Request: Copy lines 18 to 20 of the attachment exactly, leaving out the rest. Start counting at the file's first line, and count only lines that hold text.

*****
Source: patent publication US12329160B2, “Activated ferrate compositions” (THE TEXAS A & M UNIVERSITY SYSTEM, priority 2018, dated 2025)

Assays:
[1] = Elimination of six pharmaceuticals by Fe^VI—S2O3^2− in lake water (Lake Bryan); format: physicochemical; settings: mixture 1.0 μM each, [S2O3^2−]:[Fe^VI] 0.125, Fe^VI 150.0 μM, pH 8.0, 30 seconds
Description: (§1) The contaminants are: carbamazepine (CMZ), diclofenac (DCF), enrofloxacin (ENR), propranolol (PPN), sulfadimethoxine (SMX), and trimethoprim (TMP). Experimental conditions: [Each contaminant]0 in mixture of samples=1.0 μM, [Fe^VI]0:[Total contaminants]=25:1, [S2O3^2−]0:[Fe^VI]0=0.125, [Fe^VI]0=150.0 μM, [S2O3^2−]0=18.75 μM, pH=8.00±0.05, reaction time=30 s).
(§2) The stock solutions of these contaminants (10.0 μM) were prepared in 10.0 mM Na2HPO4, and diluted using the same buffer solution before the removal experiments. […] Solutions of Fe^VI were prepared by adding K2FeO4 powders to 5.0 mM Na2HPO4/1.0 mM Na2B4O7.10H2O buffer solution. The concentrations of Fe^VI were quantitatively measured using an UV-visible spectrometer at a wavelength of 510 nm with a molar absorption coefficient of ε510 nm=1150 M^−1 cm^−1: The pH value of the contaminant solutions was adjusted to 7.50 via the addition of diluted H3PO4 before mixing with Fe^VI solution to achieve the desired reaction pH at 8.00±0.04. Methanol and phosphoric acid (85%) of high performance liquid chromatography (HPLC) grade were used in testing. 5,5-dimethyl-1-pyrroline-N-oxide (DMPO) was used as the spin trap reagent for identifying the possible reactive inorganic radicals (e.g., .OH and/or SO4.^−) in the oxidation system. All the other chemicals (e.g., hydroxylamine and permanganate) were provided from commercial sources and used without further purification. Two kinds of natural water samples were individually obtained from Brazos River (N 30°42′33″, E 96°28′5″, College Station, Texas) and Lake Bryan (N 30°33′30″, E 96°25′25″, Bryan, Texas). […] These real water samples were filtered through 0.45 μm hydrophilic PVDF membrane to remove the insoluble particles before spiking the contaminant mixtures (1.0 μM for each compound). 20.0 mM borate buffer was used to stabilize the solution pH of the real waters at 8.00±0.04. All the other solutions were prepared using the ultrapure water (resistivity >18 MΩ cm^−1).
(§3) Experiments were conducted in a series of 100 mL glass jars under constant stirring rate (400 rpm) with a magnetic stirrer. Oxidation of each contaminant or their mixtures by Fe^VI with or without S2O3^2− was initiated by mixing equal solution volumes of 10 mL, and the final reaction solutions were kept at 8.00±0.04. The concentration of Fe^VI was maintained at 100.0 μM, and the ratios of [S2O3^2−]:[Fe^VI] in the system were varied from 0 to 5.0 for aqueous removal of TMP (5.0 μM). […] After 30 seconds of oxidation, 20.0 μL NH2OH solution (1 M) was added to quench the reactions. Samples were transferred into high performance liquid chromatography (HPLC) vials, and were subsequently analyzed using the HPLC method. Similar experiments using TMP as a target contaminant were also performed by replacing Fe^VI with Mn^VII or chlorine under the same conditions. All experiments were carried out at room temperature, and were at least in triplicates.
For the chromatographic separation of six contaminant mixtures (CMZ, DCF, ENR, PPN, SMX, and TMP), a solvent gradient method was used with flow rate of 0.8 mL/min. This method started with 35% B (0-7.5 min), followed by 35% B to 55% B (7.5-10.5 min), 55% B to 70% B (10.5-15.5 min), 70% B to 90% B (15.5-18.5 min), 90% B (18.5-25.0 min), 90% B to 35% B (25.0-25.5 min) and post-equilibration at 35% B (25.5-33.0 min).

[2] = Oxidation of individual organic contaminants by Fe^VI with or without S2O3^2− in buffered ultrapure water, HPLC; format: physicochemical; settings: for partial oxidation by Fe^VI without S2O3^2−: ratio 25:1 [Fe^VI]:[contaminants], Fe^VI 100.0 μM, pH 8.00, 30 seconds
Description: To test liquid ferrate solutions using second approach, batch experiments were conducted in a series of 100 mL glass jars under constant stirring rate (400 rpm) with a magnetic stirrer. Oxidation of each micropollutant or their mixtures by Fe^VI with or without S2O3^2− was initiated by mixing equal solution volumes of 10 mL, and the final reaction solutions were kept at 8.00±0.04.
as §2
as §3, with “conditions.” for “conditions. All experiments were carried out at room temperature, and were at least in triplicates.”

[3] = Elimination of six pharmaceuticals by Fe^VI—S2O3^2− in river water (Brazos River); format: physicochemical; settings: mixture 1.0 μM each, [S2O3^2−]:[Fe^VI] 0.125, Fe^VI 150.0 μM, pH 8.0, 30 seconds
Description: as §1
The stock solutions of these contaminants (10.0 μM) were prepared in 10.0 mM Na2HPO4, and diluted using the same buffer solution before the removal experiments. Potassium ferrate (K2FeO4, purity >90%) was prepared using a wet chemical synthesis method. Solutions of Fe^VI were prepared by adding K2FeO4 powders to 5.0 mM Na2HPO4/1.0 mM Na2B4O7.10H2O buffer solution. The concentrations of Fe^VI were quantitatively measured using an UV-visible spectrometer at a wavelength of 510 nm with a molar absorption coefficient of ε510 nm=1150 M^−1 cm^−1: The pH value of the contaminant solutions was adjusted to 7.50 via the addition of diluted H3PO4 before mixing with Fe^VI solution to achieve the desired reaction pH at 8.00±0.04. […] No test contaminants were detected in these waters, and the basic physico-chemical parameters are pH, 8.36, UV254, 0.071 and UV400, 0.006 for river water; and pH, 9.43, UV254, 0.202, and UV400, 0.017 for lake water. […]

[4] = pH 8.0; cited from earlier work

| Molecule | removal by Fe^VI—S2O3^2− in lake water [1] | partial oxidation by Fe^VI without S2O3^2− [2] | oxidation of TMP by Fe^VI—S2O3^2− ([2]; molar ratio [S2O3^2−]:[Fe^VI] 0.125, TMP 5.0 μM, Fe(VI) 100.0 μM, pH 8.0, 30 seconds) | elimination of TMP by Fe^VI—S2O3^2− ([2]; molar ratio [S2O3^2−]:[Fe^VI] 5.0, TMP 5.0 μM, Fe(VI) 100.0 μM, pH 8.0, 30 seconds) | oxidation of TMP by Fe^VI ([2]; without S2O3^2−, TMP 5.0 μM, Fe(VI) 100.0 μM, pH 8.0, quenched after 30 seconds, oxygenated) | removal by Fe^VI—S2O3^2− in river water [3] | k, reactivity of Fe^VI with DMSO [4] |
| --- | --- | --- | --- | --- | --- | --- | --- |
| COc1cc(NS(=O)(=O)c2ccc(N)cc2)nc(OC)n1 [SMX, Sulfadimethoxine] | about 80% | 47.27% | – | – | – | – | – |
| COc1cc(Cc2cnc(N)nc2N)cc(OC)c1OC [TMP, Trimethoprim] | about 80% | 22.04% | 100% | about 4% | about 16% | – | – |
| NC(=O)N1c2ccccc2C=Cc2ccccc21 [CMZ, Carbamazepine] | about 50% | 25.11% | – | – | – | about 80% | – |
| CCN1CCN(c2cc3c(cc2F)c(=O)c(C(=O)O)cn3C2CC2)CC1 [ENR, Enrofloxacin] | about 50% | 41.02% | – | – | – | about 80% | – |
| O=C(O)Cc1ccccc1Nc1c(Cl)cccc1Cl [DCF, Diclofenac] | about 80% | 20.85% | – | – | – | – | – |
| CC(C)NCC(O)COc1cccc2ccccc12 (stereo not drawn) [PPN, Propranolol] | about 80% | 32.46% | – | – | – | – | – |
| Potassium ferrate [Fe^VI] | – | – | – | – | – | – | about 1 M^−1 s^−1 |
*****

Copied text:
| COc1cc(NS(=O)(=O)c2ccc(N)cc2)nc(OC)n1 [SMX, Sulfadimethoxine] | about 80% | 47.27% | – | – | – | – | – |
| COc1cc(Cc2cnc(N)nc2N)cc(OC)c1OC [TMP, Trimethoprim] | about 80% | 22.04% | 100% | about 4% | about 16% | – | – |
| NC(=O)N1c2ccccc2C=Cc2ccccc21 [CMZ, Carbamazepine] | about 50% | 25.11% | – | – | – | about 80% | – |